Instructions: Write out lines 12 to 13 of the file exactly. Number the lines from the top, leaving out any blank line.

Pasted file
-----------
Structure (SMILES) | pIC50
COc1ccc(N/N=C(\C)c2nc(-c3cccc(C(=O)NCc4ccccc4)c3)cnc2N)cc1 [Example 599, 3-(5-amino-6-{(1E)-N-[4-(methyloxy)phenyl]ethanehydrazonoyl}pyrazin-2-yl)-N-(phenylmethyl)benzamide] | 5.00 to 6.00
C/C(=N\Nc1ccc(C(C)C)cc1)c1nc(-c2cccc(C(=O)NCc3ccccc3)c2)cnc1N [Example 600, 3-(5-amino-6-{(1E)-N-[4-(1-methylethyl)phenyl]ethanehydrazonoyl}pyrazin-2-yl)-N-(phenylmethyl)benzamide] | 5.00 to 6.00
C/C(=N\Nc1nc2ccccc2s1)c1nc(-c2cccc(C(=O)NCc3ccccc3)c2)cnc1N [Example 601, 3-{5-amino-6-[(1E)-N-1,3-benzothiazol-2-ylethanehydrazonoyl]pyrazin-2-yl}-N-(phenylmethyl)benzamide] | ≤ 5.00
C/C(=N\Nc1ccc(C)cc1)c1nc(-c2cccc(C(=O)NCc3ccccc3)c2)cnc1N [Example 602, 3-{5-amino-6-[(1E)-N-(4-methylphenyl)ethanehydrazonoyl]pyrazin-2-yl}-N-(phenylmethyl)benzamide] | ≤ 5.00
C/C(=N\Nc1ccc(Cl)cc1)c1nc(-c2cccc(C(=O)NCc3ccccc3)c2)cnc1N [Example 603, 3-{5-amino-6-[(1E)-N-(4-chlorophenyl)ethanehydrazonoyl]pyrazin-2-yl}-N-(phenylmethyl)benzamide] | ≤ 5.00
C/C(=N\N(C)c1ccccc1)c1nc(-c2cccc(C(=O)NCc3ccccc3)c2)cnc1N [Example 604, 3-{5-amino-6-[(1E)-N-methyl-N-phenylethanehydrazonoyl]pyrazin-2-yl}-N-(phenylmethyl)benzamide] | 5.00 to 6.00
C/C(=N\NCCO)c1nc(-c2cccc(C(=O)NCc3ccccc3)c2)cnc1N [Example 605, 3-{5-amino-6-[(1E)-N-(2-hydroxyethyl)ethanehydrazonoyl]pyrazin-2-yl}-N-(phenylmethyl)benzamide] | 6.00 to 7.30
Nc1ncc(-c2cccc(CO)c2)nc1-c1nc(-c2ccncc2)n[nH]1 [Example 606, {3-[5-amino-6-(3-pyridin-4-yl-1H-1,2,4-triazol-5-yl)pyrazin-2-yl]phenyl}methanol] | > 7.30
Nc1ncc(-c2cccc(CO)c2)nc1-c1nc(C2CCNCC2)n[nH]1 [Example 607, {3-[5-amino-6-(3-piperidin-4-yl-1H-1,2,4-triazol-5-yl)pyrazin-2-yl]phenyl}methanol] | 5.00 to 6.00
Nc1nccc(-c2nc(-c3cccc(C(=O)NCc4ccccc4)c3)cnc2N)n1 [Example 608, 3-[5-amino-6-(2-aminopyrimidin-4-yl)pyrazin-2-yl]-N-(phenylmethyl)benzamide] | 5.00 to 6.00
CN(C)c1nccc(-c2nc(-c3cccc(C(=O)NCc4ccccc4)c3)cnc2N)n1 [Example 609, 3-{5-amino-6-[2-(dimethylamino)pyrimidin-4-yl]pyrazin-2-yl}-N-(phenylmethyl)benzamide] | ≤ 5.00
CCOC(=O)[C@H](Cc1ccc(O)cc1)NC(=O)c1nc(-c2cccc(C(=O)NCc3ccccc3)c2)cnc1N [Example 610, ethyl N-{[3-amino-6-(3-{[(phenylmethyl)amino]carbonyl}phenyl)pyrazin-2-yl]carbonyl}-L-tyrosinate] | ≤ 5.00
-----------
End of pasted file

CN(C)c1nccc(-c2nc(-c3cccc(C(=O)NCc4ccccc4)c3)cnc2N)n1 [Example 609, 3-{5-amino-6-[2-(dimethylamino)pyrimidin-4-yl]pyrazin-2-yl}-N-(phenylmethyl)benzamide] | ≤ 5.00
CCOC(=O)[C@H](Cc1ccc(O)cc1)NC(=O)c1nc(-c2cccc(C(=O)NCc3ccccc3)c2)cnc1N [Example 610, ethyl N-{[3-amino-6-(3-{[(phenylmethyl)amino]carbonyl}phenyl)pyrazin-2-yl]carbonyl}-L-tyrosinate] | ≤ 5.00